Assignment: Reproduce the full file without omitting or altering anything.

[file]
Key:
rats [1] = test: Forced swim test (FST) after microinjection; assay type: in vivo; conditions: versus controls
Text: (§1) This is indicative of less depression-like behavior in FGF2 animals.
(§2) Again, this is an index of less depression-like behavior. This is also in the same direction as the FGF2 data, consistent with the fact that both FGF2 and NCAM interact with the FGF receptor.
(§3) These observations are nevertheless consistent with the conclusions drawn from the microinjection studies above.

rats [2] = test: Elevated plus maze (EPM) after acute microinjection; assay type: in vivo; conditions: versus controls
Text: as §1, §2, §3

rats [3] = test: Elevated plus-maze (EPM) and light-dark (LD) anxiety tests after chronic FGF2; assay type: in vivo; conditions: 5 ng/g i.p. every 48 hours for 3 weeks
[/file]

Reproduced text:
Key:
rats [1] = test: Forced swim test (FST) after microinjection; assay type: in vivo; conditions: versus controls
Text: (§1) This is indicative of less depression-like behavior in FGF2 animals.
(§2) Again, this is an index of less depression-like behavior. This is also in the same direction as the FGF2 data, consistent with the fact that both FGF2 and NCAM interact with the FGF receptor.
(§3) These observations are nevertheless consistent with the conclusions drawn from the microinjection studies above.

rats [2] = test: Elevated plus maze (EPM) after acute microinjection; assay type: in vivo; conditions: versus controls
Text: as §1, §2, §3

rats [3] = test: Elevated plus-maze (EPM) and light-dark (LD) anxiety tests after chronic FGF2; assay type: in vivo; conditions: 5 ng/g i.p. every 48 hours for 3 weeks